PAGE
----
June 7, 2010

King Geedorah - Take Me To Your Leader (June 17, 2003)

In 1999, Daniel Dumile, abandoning his Zev Love X persona from his former crew KMD in favor of the masked villian MF Doom, released what turned out to be his comeback into the rap game, Operation: Doomsday. Regardless of what I might have written about what I still feel to be an overrated underground nugget made up almost entirely of music samples taped off of Saturday morning cartoons, combined with nonsensical phrases tied together to form verses that make less sense than the rising popularity of Two & A Half Men, Doom garnered quite a cult following. So, as most artists tend to do whenever they reach a certain level of success, Daniel retreated into the relative darkness of his studio to craft more goofy instrumentals.

He also caught up on his rubber monster movies, teaming up with his friend MF Grimm and a gaggle of other acts to form the Monsta Island Czars, a loosely knit rap collective whose love of that particular subgenre of science fiction inspired them to take on the names of the monsters from the Godzilla series as their own monikers. Doom adopted the alias King Ghidra, who was also a three-headed golden dragon; this persona actually made his debut on Operation: Doomsday, although he sounded suspiciously like MF Doom when it comes to his rhyme abilities and general subject matter.

So after the Monsta Island Czars released their Escape From Monsta Island! album, King Geedorah (why the spelling of his name changed is unknown, but I'm going to go ahead and claim copyright infringement issues with Toho, the company that owns the Godzilla/Gojira series) quietly unleashed his solo debut, Take Me To Your Leader. Produced entirely by Doom himself, the project claimed to be a concept album featuring “a space monster” intended to “show the listener a mirror image of his/herself and the way we see each other”. (The quotes were taken directly from an interview Doom gave regarding the project; I did not make those up.)

Take Me To Your Leader is essentially Doom's love of science fiction manifesting itself in the form of a hip hop album, complete with the entirely random beats, goofy time signatures, and nonsensical lyrical wizardry that his fans have grown accustomed to. Surprisingly, given the name of his fucking persona that technically released the album, Doom does not limit the guest list to only those in the Czars: he somehow convinced the likes of Scienz of Life and Hassan Chop to stop by the office before they left for the weekend.

So let's see where this goes. At the very least, Take Me To Your Leader should prove fun for Doom enthusiasts who enjoy finding out which of his many “special herbs” (or “instrumentals from his series Special Herbs”, for those of you unfamiliar with Daniel's work ethic) were utilized on each track.

Whatever Doom believes the King Geedorah concept was supposed to be about, it all goes out the fucking window once the first track, “Fazers”, kicks in. Fans of Operation: Doomsday know the drill: non-sequiturs layered over instrumentals which were dragged away, kicking and screaming, from their original purpose in life. I can't tell where this beat came from originally, but it lends Doom's random bars much more heft than the Hanna Barbera scores he usually toys with. This was actually not bad, mainly due to the music itself.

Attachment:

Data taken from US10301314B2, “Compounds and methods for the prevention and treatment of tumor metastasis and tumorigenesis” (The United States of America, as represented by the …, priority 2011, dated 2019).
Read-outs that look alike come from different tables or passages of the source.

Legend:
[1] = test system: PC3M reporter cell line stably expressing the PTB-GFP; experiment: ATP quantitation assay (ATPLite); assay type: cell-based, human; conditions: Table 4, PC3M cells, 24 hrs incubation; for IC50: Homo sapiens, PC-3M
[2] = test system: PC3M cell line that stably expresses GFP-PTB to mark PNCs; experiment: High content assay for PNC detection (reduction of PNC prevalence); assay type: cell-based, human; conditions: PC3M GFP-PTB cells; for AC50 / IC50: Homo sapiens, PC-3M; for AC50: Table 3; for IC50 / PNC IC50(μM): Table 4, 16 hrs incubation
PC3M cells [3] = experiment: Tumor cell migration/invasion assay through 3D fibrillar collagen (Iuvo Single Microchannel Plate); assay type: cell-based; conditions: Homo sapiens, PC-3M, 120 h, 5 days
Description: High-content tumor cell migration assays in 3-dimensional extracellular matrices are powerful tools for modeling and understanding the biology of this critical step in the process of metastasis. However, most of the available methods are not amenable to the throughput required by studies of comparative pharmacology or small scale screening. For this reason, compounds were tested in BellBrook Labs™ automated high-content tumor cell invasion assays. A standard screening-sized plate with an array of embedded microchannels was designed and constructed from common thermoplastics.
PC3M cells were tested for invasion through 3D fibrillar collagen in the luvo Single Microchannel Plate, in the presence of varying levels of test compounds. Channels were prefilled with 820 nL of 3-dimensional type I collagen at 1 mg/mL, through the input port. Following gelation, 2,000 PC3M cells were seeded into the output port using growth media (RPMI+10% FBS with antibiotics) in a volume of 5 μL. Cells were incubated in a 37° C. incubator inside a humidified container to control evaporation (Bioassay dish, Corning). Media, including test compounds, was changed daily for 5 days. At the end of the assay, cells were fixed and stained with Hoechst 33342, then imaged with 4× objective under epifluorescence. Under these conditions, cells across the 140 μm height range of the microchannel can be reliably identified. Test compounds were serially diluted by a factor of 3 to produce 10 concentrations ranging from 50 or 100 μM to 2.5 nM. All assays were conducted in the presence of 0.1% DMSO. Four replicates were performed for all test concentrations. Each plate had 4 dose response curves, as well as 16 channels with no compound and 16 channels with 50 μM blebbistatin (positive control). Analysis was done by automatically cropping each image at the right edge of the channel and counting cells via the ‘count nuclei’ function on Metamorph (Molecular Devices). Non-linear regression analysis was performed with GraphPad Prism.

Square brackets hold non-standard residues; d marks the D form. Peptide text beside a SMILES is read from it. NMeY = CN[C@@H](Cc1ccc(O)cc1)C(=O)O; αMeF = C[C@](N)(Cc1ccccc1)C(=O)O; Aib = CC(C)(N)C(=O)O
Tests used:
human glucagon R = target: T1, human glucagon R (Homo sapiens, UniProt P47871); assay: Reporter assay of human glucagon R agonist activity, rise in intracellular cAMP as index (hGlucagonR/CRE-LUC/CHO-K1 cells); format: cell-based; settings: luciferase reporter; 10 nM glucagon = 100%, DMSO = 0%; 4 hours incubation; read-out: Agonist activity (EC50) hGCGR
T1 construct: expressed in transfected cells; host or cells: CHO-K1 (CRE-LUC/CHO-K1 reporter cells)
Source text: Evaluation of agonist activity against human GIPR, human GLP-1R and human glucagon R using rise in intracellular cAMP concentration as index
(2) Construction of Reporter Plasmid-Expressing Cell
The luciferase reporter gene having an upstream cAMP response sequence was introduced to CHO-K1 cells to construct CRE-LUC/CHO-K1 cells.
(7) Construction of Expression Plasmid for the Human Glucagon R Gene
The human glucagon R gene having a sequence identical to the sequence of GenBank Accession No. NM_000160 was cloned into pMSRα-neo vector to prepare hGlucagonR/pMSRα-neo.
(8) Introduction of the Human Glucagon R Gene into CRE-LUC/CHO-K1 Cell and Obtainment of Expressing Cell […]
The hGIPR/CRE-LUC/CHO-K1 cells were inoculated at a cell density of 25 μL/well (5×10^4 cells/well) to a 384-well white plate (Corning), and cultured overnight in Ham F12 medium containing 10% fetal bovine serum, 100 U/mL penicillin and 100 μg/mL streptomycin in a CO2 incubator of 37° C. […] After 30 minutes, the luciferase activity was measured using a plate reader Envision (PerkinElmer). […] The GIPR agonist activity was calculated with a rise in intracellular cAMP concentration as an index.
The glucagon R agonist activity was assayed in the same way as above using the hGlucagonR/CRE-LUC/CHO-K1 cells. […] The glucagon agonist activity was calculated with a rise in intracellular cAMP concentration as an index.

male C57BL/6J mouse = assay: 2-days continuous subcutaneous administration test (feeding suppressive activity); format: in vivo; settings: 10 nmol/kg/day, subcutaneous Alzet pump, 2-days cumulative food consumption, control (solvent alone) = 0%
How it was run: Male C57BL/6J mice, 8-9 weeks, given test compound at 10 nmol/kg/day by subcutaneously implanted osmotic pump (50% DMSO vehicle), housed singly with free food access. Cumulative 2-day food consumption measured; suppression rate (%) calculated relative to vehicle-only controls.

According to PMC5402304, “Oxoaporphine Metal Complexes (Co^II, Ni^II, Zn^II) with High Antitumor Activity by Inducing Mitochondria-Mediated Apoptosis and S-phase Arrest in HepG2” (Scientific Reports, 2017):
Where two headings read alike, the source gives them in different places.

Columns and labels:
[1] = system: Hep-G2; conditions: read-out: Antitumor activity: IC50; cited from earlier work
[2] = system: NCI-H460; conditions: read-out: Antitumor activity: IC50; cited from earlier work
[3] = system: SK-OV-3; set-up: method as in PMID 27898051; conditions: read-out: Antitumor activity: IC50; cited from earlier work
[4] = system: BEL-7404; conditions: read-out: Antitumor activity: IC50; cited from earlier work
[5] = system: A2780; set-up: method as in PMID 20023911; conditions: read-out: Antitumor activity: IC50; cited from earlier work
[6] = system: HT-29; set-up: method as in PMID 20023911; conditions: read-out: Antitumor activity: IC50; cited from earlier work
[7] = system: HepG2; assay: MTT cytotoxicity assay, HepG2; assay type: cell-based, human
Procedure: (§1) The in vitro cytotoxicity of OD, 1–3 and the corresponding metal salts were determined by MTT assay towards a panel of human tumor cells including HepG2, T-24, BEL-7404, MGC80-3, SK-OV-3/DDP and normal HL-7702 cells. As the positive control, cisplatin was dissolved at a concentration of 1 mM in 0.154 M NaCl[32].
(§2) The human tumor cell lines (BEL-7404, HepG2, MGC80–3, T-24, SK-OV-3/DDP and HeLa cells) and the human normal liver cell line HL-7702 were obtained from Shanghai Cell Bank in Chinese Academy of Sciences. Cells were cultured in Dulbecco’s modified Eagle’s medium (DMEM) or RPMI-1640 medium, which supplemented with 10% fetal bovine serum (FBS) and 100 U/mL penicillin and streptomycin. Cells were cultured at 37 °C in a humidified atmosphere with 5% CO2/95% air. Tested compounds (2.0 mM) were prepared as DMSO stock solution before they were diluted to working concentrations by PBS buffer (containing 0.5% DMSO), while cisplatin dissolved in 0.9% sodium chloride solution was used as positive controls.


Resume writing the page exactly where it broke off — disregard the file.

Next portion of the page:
Kurious spits one long verse, but is nice enough to leave some empty spaces, just in case Doom decided at the last minute to insert a chorus or two. The beat is nothing more than a loop (as are most rap beats, to be fair), and a fairly annoying one at that, so this track is won or lost based on the contribution of the rapper involved, and he manages to make this sound much more interesting than what our host could pull off with “Fazers”, so that counts for something. However, as Kurious is clearly following Doom's lyrical blueprint, you should expect more of the same here.

Zymeer sounds incredibly congested during his performance, which is distracting enough, but since he is also completely overwhelmed by the instrumental, “Krazy World” is a no-win situation. The actual beat is alright, but Gigan isn't the right match for it, and the fact that he includes a chorus in between his verses would be laughable if the overall song weren't so bad.

Yes, you read that right: this song is by King Geedorah featuring himself. Doom fucks with the speed of the beat, causing the listeners to subconsciously latch on to his every word because you've been tricked into anticipating when (if?) the next drum kick will occur. This experiment causes “The Final Hour” to sound like one of the longest songs ever recorded, and it runs less than one minute long. It's fairly obvious that Doom isn't just deliberately messing with the audience, though: the speed of the instrumental dictates his follow-up rhymes, so this was simply an interesting one-verse wonder and nothing more. (Side note: fans of the beat on “The Final Hour” will be happy to learn that it is actually a running theme throughout Take Me To Your Leader.)

Film sound bites set to music. Doom doesn't make a vocal appearance, but his presence is certainly felt, and his soul is still dancing.

This understated jazzy number represents a slight departure from MF Doom's normal repertoire, and the overall outcome works: Stahhr and the two members of underground stalwarts Scienz of Life sound engaged on this track, and while no one artists stands out from the rest, this effort is still really fucking good.

This track also technically appears on the MF EP (a joint project between Grimm and Doom), but don't hold that against King Geedorah. I actually really liked the experimental vibe on “No Snakes Alive”: the instrumental (sampled from the score of Godzilla vs. Megalon) is at once dramatic, confusing, halting, fast-paced, and haunting. Doom has successfully crafted the score for your recurring nightmare featuring those marionette puppets in the attic with the dead eyes and the doll hair. Aside from Doom, this track features the only name-brand artist on Take Me To Your Leader in the form of MF Grimm, and even that description's pushing it a bit (even with the many accolades his graphic novel Sentences: The Life of MF Grimm has garnered, not every hip hop fan knows who MF Grimm is or what he sounds like), but both MFs simply contribute toe the overall group effort, not trying to set themselves apart. This was awkwardly nice.

Doom uses the “Message From A Black Man” (from The Whatnauts) sample that both The Rza and Nas have recently borrowed, although his take is far more freeform than either of those two mainstream darlings. Mr. Fantastik sounds just fine on here, though, as he comes across as a subdued Prince Rakeem, and Doom, thankfully, only chimes in occasionally, with contributions short enough for the song to still work. The chorus is dumb, but it's a small price to pay to be entertained.

Another instrumental interlude with sound bites laid over it, in an attempt to construct a narrative out of thin air.